The five basic tastes sour, umami (or savory), bitter, salty, and sweet flavor foods by themselves, or in combinations, to balance a dish and take it to palate tingling levels. Some experts include spicy as a sixth taste. Making good food through instinct, trial and error, taste and experience is exciting. It’s what brings guests back to your restaurant for more. Every good chef has their own ideas and the great ones never stop learning.
“Some combinations work and some don’t. That’s the beauty of cooking, figuring out what you like,” Executive Chef/Partner of roe in Long Beach Art Gonzales says.
Adding a sour element is highly recommended to brighten and elevate a dish. “Sour makes the food fun,” Charlie Palmer Executive Chef Seakyeong Kim says. He shares his recipe for Prime Ribeye Beef Tartar.
Executive Chef David Shofner of WINEWORKS for Everyone and Dublin 4 says, “I love to play with different citrus in vinaigrettes like blood oranges, Meyer lemons and Cara Cara oranges. I also like mild acids such as red and white verjus. Finishing a veal demi with a vinegar like a banyuls or cabernet can really lighten up that sauce. I’m a huge fan of Minus 8 Vinegar (made in Canada from frozen grapes); the flavor is soft and fruity.”
Chef Manny Gonzalez of TAPS Fish House & Brewery in Brea adds, “Sour is key for cutting creamy fats and balancing strong flavors as in a fish dish. A squeeze of lemon and chili flakes goes a long way in any bisque recipe.”
Familiar examples include, “Lemon juice squeezed on a simple grilled fish helps to enhance the flavor of the fish and bring balance to the dish,” says Chef Robert Carr of Twenty/20 at the Sheraton Carlsbad Resort & Spa.
Executive Chef Russell Skall reduces lime juice for the crab cake sauce at Fleming’s Steakhouse & Wine Bar. “You want a little acid to bring out the crab flavors,” he says. “When creating a dish for the menu I think about side dishes, appetizers and salads. Then I try to have a balance of offerings that range in flavor intensity. Our salad has a lemon balsamic vinaigrette that balances the candied walnuts and dried cranberries so it’s very refreshing. Our colossal shrimp skewers (see photo) are served with a chimichurri sauce, with herbs, garlic and jalapenos but we balance that with a citrus and fennel salad.”
“I like using sour elements to lighten dishes. Like making a sour salsa verde with pork belly or making a yuzu kosho vinaigrette with crispy skin sea trout,” comments Executive Chef Ross Pangilinan of Leatherby’s Cafe Rouge in Costa Mesa. “I like using all kinds of flavor combinations and when creating menus I try to make sure there is a good variety of flavors from sweet and sour to salty and sweet.”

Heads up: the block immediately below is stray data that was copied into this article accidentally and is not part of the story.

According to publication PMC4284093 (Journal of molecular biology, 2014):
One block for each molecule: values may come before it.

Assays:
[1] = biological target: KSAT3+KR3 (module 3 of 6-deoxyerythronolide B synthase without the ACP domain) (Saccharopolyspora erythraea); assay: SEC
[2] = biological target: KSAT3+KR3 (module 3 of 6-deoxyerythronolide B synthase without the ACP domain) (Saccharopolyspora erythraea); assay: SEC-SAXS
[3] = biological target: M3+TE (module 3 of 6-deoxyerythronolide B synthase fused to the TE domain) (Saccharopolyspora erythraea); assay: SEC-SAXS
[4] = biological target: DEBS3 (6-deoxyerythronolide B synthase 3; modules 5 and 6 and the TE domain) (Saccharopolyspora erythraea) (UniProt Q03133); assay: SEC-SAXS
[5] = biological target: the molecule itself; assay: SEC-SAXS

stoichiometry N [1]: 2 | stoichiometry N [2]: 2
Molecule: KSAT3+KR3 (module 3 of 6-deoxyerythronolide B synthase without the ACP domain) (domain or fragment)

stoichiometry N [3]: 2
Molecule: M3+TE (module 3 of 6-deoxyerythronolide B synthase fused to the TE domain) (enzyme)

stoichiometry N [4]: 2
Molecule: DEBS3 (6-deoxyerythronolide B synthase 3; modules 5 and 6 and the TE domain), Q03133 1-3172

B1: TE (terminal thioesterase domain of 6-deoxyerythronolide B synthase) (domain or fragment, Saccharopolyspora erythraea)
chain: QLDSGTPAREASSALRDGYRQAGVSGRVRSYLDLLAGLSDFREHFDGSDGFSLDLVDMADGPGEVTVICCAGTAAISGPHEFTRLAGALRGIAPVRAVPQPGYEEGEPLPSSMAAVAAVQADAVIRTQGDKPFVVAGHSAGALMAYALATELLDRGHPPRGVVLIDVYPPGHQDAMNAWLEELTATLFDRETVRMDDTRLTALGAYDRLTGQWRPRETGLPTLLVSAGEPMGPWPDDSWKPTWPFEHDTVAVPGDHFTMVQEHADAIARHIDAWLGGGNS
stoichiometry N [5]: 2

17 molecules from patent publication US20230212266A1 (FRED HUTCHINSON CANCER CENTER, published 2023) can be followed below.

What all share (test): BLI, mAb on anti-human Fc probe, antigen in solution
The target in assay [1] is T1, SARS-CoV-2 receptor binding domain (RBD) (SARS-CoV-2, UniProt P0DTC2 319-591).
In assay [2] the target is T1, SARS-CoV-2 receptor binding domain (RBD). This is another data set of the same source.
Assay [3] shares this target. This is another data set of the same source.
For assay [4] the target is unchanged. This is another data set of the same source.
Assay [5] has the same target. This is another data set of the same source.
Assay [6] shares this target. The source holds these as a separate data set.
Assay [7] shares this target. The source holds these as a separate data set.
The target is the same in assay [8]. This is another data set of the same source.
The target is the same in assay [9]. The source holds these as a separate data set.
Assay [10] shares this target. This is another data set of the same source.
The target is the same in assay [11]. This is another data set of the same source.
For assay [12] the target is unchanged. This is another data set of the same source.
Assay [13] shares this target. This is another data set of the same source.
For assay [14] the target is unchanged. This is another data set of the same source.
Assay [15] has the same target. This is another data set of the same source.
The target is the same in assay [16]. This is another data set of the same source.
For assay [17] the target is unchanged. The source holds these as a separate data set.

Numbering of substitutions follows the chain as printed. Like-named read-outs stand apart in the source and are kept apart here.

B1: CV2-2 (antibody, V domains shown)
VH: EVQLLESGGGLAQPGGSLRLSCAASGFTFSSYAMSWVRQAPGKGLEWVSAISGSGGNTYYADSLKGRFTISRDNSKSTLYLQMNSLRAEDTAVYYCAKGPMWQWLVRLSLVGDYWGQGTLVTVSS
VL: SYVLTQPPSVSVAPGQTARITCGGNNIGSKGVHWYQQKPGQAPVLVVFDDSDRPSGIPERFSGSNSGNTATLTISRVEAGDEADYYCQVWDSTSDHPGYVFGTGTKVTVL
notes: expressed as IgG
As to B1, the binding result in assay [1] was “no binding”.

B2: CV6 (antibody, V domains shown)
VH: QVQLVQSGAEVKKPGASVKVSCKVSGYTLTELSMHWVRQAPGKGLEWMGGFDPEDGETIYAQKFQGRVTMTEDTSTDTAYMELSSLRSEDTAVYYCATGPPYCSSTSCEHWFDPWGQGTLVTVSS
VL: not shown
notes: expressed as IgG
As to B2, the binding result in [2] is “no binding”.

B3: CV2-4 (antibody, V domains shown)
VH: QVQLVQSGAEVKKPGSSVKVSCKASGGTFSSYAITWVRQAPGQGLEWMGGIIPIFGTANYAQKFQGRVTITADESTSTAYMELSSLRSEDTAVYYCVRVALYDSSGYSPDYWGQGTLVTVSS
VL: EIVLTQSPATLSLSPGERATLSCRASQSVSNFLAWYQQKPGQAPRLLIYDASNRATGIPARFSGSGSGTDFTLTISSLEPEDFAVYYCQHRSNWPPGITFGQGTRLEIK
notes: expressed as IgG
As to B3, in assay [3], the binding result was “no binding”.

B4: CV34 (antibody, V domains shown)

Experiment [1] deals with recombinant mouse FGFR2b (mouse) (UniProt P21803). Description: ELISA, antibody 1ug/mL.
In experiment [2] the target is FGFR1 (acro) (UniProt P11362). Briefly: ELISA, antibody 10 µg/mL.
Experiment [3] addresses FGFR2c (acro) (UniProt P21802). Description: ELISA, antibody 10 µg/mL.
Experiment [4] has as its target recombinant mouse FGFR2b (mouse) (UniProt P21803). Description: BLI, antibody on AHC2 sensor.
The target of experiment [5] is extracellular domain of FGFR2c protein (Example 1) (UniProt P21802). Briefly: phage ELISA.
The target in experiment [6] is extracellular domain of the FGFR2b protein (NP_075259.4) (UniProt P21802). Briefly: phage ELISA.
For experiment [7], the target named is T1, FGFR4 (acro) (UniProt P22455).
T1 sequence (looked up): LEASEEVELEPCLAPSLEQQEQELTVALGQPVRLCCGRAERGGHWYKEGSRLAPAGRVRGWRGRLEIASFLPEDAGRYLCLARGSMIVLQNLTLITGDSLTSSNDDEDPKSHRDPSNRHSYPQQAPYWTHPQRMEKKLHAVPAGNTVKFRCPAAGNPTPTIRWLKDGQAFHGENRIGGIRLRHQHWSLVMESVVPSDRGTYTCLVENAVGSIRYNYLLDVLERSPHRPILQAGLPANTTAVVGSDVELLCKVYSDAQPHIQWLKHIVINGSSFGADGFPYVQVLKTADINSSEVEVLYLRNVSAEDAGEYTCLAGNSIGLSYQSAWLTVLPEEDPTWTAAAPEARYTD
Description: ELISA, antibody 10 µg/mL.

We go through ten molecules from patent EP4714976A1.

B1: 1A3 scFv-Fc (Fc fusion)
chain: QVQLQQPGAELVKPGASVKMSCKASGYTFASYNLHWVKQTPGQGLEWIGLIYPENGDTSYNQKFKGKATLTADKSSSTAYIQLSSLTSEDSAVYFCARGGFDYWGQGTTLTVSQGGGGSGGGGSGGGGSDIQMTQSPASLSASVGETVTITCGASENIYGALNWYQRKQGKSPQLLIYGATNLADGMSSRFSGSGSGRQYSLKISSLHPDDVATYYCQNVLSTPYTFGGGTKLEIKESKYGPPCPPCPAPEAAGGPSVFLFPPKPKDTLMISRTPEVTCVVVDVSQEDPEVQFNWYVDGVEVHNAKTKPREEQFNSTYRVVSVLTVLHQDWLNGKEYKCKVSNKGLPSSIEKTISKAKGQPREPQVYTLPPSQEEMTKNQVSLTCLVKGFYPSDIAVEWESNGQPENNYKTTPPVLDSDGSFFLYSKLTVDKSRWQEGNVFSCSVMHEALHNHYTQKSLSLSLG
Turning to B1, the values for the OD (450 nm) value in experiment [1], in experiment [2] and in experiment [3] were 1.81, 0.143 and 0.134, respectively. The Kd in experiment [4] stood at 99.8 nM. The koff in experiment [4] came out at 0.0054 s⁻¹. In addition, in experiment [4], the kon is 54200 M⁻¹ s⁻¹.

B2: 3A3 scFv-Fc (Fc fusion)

Chef/owner Jason Quinn of The Playground in Santa Ana is a self-described vinegar junkie. He recently discovered coconut vinegar in a Filipino market. “When we shop we look for new things and buy stuff we never seen before to learn. We feel like we owe our guests food they can’t find elsewhere,” he says.
Quinn names a dish with salty, sweet, sour, spicy and umami all together. “Green papaya salad. You taste all the flavors in one bite. We don’t do written recipes. We taste and change the dish until it’s good. I can give you the ingredients: green papaya, lime juice, sugar, chilies, oil and fish sauce. Start with equal parts and if one is too strong fix it. Fish sauce has umami but is also salty and funky. “We plan to make our own from fermented sardines.” Fish sauce is a condiment made from fermented fish and salt, often anchovies. It adds umami flavor because of its glutamate content.
The largest amount of glutamate is found in konbu, giant seaweed. The next closest is regular seaweed according to Quinn. Mushrooms, parmesan and ripe tomatoes also lend themselves to create umami.
Pangilinan handles bitterness with care, “It’s one of the most sensitive tastes. When seasoning, you can balance bitterness with something sweet and also with sour.If I want to add bitterness I use coffee on steak or cocoa with venison or duck. Citrus peel is also very useful.”
Salad greens, mustard greens, frisee and arugula all have bitter tones but when balanced with the right dressing, become palate pleasing. “Fried kale or grilled radicchio turn a simple salad into something very complex in flavor and texture,” Chef Carr explains.
Bitterness can also balance a rich dish. Chef Kim adds another use, “We char scallions to use on our pork belly to balance the flavor profile.”
Cocktails with bitters have become popular with mixologists to add depth and balance flavor. “The most common bitters are Angostura from Trinidad commonly used in classic cocktails such as the Old Fashioned and Manhattan. Another popular classic is Peychaud’s bitters from New Orleans found in the classic Sazerac cocktail. Angostura is an ingredient in traditional cocktails such as Manhattan or Rob Roy, but is also favored for creating new libations,” explains Mixologist Joel Black.